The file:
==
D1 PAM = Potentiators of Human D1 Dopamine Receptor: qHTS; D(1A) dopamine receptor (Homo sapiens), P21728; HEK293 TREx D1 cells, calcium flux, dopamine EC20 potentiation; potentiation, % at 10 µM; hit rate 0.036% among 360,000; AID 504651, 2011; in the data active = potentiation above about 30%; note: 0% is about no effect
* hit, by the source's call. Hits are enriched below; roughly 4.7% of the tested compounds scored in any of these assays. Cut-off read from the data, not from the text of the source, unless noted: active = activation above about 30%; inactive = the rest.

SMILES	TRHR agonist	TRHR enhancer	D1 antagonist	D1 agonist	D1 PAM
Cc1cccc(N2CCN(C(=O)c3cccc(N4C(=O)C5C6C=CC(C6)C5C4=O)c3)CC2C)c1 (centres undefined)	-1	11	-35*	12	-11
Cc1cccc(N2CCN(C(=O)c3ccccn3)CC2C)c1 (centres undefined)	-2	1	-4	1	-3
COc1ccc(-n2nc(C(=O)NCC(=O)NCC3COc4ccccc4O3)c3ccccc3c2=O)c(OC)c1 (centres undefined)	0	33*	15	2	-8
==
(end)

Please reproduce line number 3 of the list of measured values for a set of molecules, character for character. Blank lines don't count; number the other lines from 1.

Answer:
SMILES	TRHR agonist	TRHR enhancer	D1 antagonist	D1 agonist	D1 PAM